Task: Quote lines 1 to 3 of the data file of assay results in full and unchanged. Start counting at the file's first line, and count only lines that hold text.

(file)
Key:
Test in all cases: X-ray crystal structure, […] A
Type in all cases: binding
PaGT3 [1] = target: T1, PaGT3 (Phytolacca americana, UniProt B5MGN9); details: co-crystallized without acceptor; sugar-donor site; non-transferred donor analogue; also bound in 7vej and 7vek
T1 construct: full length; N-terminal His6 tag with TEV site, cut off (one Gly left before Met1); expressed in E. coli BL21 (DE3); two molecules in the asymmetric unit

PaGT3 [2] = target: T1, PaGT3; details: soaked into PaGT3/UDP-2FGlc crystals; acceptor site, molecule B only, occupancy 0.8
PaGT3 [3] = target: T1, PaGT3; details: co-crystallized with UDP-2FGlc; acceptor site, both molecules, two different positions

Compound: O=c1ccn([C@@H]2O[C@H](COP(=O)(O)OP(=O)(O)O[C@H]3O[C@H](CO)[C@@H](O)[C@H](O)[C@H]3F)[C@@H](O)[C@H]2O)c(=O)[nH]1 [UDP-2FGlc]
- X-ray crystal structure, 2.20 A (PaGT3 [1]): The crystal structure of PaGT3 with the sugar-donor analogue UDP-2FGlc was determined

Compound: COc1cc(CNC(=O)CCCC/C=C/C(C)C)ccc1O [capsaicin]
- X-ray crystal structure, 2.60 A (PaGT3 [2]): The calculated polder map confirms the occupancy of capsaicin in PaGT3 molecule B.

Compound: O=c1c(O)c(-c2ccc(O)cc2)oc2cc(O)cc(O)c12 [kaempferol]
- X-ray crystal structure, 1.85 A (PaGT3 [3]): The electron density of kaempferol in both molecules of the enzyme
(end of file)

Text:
Key:
Test in all cases: X-ray crystal structure, […] A
Type in all cases: binding